Asthma is a chronic lung condition that makes it difficult to breathe. People with asthma have airways that are very sensitive and easily irritated. When those airways become inflamed, they narrow so that the air can't move in and out as easily. Symptoms of asthma include wheezing, coughing, tightness in the chest, and shortness of breath. Each of these can aggravate the other symptoms, so the sufferer is caught in a vicious cycle. And if the airways constrict too much, oxygen cannot reach vital organs. People can die from severe asthma attacks.
Asthma is not technically an allergy, but common allergens are most likely to trigger an attack. Inflammation is the body's response to foreign or toxic substances that come into contact with the body. Allergens such as pollen, house dust mites and animal dander can all trigger an immune system reaction in the airways. Just like a bacterial infection, this signals the body to bring white blood cells to the irritated area, and these attack the allergens.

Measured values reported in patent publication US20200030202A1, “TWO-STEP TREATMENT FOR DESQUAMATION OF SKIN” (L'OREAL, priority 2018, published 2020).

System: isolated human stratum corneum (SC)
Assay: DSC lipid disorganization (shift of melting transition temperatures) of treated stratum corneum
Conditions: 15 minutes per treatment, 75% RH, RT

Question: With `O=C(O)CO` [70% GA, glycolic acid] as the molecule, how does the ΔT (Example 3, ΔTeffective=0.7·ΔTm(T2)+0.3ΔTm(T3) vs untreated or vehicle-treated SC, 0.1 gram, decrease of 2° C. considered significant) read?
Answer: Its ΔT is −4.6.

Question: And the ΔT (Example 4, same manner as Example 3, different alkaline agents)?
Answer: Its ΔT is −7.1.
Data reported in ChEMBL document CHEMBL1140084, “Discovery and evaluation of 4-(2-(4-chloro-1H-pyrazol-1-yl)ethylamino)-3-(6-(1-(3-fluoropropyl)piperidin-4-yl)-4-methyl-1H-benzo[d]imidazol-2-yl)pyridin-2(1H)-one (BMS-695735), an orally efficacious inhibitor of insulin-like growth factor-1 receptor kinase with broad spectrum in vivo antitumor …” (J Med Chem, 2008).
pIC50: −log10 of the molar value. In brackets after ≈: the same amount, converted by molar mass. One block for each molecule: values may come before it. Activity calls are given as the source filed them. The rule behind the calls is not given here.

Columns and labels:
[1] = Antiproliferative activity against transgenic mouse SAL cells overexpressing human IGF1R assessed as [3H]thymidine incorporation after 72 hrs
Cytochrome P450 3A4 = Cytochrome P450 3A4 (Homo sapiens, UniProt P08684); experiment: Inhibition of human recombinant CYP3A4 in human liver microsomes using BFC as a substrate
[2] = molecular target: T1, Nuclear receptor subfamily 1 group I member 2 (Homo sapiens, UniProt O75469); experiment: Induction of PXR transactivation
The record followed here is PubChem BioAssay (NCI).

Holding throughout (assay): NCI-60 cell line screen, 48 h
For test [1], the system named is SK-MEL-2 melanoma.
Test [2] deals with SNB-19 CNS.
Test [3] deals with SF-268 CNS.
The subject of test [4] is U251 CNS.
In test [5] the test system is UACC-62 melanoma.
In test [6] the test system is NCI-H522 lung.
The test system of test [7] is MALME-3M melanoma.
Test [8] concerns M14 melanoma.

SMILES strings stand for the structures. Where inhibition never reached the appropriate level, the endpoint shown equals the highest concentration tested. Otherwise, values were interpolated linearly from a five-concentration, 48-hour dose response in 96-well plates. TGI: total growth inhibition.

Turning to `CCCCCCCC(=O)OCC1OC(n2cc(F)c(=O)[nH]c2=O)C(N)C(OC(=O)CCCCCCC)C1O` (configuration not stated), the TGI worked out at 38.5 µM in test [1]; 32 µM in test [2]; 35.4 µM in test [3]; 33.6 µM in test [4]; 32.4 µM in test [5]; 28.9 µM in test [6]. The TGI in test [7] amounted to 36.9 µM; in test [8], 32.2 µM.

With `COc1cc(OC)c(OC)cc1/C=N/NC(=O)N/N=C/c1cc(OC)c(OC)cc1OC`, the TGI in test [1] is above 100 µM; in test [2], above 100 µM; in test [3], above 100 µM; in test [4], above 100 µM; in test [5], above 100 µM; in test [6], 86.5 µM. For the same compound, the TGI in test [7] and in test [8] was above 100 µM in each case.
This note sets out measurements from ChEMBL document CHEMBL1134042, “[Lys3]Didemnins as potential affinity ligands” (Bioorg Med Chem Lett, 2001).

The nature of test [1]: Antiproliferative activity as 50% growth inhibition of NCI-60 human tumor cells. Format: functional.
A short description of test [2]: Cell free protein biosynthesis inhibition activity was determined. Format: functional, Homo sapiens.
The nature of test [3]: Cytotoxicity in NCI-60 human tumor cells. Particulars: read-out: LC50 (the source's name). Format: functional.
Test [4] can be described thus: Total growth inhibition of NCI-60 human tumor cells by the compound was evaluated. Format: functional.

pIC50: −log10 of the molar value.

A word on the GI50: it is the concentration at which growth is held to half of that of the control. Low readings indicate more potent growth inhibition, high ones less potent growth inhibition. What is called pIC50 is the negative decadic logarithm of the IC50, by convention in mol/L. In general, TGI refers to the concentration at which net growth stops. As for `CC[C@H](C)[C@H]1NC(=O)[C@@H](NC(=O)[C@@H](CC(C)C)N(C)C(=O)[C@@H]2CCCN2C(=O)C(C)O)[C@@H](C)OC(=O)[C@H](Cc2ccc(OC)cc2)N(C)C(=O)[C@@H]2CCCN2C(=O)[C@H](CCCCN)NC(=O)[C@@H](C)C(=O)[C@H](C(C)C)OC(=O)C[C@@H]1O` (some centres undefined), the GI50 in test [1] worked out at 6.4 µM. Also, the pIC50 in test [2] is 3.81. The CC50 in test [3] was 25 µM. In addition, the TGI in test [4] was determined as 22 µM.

In the process, the tissues of the bronchial tubes can become damaged. So the tubes become hyper-sensitive and over-react to things that would not previously have triggered a reaction: cold weather, pollution, dry air, or chemical odors, for instance. The bronchial tubes can also go into spasms and narrow, causing wheezing. Mucus can't be as easily cleared and accumulates in the bronchial tubes, setting off a cough reflex to clear the extra mucus out of airways.